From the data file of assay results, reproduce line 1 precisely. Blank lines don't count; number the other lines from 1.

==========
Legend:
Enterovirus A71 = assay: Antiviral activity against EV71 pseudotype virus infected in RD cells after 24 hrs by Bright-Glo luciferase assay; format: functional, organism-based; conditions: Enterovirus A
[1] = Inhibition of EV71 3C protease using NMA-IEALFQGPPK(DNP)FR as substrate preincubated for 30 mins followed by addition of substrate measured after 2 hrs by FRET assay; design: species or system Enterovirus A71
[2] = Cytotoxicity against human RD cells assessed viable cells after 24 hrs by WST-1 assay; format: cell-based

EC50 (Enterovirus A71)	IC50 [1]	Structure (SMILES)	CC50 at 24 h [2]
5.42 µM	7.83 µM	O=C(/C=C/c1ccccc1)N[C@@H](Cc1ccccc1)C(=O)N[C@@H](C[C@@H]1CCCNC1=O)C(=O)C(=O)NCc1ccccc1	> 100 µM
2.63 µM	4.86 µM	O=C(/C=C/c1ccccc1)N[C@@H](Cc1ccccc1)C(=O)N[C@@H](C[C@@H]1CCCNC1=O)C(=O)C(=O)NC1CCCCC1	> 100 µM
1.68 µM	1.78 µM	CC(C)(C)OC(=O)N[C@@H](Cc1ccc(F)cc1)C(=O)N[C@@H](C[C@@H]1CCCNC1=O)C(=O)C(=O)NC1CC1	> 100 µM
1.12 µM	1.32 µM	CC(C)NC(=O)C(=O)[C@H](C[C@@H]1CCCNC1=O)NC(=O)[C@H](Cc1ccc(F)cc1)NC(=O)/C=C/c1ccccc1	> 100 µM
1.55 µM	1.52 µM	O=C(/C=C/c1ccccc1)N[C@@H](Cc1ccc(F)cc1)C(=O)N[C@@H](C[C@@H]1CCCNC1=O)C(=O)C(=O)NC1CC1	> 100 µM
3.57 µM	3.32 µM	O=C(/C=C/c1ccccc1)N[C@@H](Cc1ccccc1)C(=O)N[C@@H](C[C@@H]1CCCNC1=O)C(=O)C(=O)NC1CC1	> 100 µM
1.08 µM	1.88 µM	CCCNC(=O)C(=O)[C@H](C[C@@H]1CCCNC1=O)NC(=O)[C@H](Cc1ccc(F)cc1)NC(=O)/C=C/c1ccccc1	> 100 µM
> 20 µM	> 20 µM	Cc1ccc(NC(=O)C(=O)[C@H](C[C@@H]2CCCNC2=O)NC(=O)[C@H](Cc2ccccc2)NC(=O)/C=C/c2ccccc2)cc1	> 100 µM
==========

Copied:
Legend: